I have old gran Treacy to thank for becoming a member of the Port Phillip Pioneers Group in November 1985. It was while talking to a cousin about the family, that I discovered to my delight that old gran Treacy had arrived in the Port Phillip District in 1840, on board the vessel "Lord Goderich." She was nine years old and the youngest of seven children of Joseph Mayor Hall and Elizabeth Hall, nee Bramwell. She had three older brothers and two older sisters. Her parents, Joseph and Elizabeth Hall, had arrived in Melbourne well prepared for their new life in Victoria. Besides the many boxes of stores they brought, they had also come with a dray and a plough. Life was going to be very different out on the Plenty River, on the property they called 'Westbank'. The Hall family had left behind the built up area of Bristol, England, where the family lived in a comfortable two storey home, and where Joseph, a cabinet maker by trade, had built up a successful business.
It is thought the older members of Joseph's family persuaded him to move to Australia and try his luck in this new land. They had all heard about their Uncle George Abbot Hall who had gone to South Carolina, United States of America and with his partner had amassed a large fortune. Their company advertisement was listed in the town of Charleston as "Sales, General Imports and Slaves" ( Between 1759 and 1761 this partnership sold 1,670 slaves ).
Very little is known about the early life of Clara Ellen, commonly known to my generation as "Old Gran Treacy", out on the 'Westbank' farm. It is thought that as her older siblings moved away from the farm, that she stayed on to help her elderly parents. Her mother died in 1850, and it was after her death that she and her father moved to St. Kilda. There they lived at 'Landsdown Terrace' in Dalgety Street.
While living in St. Kilda, Clara met an up and coming architect and civil engineer, Charles Robert Swyer who came from Manchester, Lancashire, England. Bishop Charles Perry, Melbourne's first Anglican bishop had engaged Charles Swyer as the Diocesan Architect and Charles with his brother-in-law Purchas were responsible for many of Melbourne's fine buildings. Christ Church, St. Kilda, the first church south of the River Yarra was one of these. In 1858 at the age of twenty-seven, she and Charles were married.
Charles and Clara had seven children, two were born in Melbourne and two in Dunedin, New Zealand where the family lived from 1863 to 1866, whilst Charles worked on a number of projects before moving back to Manchester, England. It was here that three more children were born. While in Manchester, Charles designed and built the very beautiful 'Barton's Arcade' in that city. This arcade is still standing today, having withstood the bombings during World War 2. In 1876, Clara's husband Charles died in their home just out of Manchester. So with her brood of seven children, Clara once more set sail and returned to Melbourne in 1877. Her eldest brother, Henry Hall, one of Melbourne's early chemists, had died in 1875 and in his will had left his baby sister Clara a shop in Bourke Street and a fine home in Grey Street, East Melbourne. This lovely old Victorian home stayed in the family until the early 1920's when it was sold and the land used to build the original first part of the Mercy Hospital. Clara and her family quickly settled back into life in Melbourne and in November 1882 Clara aged forty-nine remarried to a Richard Moore Treacy, who was a Sub-Collector of Customs from 1882 to 1887. The Treacy family were also early arrivals in Melbourne in 1841. It was also Richard's second marriage but unfortunately this marriage did not last very long. Clara, "Old Gran Treacy", saw out her later years in the old family home in East Melbourne, cared for by her youngest unmarried daughter, Clara Ellen Swyer. Old gran Treacy's greatest pleasure was to watch her son Charles Ernest Swyer playing football for Melbourne in the late 1870's. There, at the football ground, she must have been a complete menace to the surrounding spectators as she screamed and yelled, encouraging her son, "go on, kick it, kick it" whilst thumping her umbrella on the unsuspecting person in front of her.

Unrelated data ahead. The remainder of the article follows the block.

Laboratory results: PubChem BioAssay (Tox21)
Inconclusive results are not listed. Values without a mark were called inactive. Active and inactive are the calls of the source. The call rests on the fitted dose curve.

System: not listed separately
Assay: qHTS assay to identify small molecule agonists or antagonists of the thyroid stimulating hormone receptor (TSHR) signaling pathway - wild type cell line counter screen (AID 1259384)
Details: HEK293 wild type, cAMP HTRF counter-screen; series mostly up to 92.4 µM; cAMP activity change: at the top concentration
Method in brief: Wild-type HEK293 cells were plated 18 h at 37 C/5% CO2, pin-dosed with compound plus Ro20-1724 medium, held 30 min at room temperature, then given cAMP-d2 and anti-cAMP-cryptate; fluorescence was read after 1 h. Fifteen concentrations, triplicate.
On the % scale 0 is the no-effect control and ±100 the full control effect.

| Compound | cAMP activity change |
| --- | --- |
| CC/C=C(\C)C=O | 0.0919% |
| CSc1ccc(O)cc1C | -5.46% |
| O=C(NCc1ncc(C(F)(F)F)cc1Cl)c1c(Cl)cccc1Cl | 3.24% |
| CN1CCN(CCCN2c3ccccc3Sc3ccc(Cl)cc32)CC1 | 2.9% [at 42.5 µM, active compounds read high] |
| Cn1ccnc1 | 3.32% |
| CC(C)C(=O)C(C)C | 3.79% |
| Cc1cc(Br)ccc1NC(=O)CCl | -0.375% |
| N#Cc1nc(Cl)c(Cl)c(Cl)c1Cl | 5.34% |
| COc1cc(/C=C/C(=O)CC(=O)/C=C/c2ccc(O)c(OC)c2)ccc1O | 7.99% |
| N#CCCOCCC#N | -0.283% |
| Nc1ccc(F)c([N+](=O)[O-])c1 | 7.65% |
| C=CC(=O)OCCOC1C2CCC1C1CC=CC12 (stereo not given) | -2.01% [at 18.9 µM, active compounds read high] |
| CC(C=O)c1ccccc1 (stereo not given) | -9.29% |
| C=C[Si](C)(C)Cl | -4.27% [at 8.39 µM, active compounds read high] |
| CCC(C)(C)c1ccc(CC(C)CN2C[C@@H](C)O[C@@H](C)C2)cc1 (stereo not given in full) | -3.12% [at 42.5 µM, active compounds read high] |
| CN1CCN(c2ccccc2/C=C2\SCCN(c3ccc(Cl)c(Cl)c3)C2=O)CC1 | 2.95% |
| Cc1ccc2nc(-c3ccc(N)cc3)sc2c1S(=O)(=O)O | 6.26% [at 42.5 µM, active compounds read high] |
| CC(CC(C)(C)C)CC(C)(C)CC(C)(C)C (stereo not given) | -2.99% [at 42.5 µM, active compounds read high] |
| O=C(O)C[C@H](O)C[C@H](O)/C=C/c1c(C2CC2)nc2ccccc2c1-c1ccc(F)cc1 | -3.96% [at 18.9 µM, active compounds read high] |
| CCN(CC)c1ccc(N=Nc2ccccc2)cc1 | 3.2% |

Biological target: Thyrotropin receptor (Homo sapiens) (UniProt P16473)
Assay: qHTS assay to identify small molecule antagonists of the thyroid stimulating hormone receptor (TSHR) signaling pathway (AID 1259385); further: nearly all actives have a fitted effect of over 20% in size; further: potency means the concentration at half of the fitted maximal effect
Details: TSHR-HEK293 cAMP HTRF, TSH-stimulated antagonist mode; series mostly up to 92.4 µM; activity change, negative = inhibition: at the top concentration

Clara Ellen, "Old Gran Treacy", at the age of eighty-four years, died in her East Melbourne home in 1913 and was buried in the Boroondara Cemetery, Kew.
Contributed by Joan Glover ( PPPG Member No. 571 )
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